Sculptor Professor Hamiduzzaman Khan was present at the event as a judge, all the projects will be sent to the 10:10 Photofest 2012, which will be held at the Shilpakala academy on the 12th and 16th of May, submissions are open till 30th April for pictures of items remade.

Star Insight


Tea time

By Ibrahim

Tea is quintessentially Bengali. Everyone enjoys a sip of that refreshingly hot liquid no matter what time of the day it is. And given our unique style of inventing/incorporating our very own 'deshi' touch into everything, we've also managed to come up with awesome and utterly delicious styles of teas. What's more, these are available at tea shacks all around Dhaka, where you can hang with your buddies and enjoy a hot cup at a very cheap rate. While every possible tactic had been employed to uncover the recipes of these teas, some tea-sellers just would not part with the secret (something about legacy and a generation of secrets worth dying for). Here's a list of the best and where you can find them:

1. Inside Abahani field. This little shack serves the most unusual blend of tea with orange juice and sometimes infused with orange peelings. It tastes amazingly refreshing and quite heavenly after a game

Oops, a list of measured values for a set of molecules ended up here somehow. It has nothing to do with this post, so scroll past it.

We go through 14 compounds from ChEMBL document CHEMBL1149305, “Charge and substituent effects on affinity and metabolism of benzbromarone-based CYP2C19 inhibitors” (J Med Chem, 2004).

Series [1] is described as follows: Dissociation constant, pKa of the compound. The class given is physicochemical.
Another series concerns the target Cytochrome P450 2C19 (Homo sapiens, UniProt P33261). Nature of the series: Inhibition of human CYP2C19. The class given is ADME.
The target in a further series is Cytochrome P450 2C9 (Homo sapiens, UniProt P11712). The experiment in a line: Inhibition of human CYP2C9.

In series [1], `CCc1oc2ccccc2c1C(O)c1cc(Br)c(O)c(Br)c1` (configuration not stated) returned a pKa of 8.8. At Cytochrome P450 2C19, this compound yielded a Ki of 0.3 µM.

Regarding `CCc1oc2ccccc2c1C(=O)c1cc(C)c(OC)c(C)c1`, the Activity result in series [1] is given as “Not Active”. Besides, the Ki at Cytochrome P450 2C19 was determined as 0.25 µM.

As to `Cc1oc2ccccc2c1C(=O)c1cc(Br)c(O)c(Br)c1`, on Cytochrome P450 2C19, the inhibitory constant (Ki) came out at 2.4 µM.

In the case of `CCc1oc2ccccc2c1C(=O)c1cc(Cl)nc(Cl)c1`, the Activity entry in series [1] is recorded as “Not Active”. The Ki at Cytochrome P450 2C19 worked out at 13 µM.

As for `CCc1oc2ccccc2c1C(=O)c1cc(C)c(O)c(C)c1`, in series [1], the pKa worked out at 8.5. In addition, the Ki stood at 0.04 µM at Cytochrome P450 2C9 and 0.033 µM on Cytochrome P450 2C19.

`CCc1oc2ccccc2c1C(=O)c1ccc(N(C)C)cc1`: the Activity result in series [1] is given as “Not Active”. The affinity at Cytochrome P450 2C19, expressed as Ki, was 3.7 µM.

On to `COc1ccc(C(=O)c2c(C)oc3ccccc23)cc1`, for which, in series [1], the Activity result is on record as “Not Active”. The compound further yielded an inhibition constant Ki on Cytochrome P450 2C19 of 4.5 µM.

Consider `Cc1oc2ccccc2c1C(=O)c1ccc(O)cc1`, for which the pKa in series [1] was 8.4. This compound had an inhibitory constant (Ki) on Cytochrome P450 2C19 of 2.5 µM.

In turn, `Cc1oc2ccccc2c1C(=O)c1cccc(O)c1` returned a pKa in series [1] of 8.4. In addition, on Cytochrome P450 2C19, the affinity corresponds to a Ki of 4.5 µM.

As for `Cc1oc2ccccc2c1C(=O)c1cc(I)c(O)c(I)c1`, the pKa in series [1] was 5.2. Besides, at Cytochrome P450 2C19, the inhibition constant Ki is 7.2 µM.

2. Corner of Taj Mahal road, Mohamm- adpur. Another roadside shack quite famous among people in the area for its quirky tasting tea drink. At only 8 bucks a cup, this is a must have for any tea lover. The drink offers a very rich aroma and is infused with many spices, one of which (after persistent questioning by yours truly) was revealed to be cardamom. Try it at home. Tastes wonderful!

3. Near Bailey Road. This little shack is annoyingly difficult to find but the trek is worth the tea waiting for you. They serve an amazing kulfi/ice-cream tea which melts in your mouth. Though the owner refused to give away the ingredients, a few tries with your choice ice-creams should work. Ask people in the locality to point the way.

4. Smack in the middle of Kakrail. This stall, known as the Isobali teashop is all the rave among people of the locality the tea definitely lives up to the hype. With real cow's milk and a few 'secret' ingredients, it surely leaves a lasting taste.

5. Khilgaon Market. And lastly, we come to one of the most fascinating tea drinking experience you will ever have. 'Rangdhanu Cha Ghor' provides its customers with layered tea ranging from one to seven different colours and flavours. For Tk.70, it's definitely worth it. No recipes in this case, as they are apparently sworn to protect it.